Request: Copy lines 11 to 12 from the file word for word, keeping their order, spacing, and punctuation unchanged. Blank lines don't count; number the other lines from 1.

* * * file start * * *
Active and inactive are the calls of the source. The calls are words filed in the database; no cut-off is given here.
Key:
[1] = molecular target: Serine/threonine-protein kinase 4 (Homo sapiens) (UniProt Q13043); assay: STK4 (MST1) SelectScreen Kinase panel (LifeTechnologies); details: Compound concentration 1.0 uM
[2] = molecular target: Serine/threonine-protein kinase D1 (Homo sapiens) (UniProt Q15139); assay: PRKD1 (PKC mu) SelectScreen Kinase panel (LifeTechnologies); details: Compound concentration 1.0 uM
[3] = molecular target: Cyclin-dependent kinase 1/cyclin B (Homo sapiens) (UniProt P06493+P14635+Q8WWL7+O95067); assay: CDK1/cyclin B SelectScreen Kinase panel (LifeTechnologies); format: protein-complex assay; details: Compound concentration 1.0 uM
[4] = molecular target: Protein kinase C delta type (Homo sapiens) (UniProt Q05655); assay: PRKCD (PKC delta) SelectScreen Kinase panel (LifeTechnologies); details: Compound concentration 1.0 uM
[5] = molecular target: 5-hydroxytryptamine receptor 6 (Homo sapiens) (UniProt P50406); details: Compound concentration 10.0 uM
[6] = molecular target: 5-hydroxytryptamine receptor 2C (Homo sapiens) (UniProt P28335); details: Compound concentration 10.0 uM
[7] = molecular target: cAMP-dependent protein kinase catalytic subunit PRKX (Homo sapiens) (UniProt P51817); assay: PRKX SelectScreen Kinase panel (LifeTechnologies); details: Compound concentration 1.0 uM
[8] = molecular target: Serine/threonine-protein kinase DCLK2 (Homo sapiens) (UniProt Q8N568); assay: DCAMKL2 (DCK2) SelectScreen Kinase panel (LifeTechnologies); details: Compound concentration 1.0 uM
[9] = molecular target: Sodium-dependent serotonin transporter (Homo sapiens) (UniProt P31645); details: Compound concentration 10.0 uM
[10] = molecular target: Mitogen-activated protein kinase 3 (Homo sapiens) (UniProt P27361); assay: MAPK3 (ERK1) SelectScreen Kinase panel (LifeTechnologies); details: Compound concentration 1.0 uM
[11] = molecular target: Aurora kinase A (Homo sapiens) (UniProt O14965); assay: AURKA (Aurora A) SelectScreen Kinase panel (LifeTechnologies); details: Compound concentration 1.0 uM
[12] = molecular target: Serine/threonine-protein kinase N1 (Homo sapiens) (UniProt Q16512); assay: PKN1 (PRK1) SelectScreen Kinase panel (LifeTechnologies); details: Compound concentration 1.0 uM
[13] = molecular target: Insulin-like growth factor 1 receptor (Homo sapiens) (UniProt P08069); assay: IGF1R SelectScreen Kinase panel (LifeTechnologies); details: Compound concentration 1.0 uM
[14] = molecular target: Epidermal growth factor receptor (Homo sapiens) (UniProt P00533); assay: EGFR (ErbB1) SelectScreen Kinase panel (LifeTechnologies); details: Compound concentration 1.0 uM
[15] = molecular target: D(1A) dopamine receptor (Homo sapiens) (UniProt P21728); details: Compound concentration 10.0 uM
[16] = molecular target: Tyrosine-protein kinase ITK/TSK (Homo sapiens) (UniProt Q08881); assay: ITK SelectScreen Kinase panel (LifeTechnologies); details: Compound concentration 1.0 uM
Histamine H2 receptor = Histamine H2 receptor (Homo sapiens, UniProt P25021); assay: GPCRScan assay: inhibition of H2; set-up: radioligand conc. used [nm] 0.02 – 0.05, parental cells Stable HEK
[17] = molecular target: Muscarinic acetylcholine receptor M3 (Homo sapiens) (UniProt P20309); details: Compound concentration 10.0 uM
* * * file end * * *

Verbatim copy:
[9] = molecular target: Sodium-dependent serotonin transporter (Homo sapiens) (UniProt P31645); details: Compound concentration 10.0 uM
[10] = molecular target: Mitogen-activated protein kinase 3 (Homo sapiens) (UniProt P27361); assay: MAPK3 (ERK1) SelectScreen Kinase panel (LifeTechnologies); details: Compound concentration 1.0 uM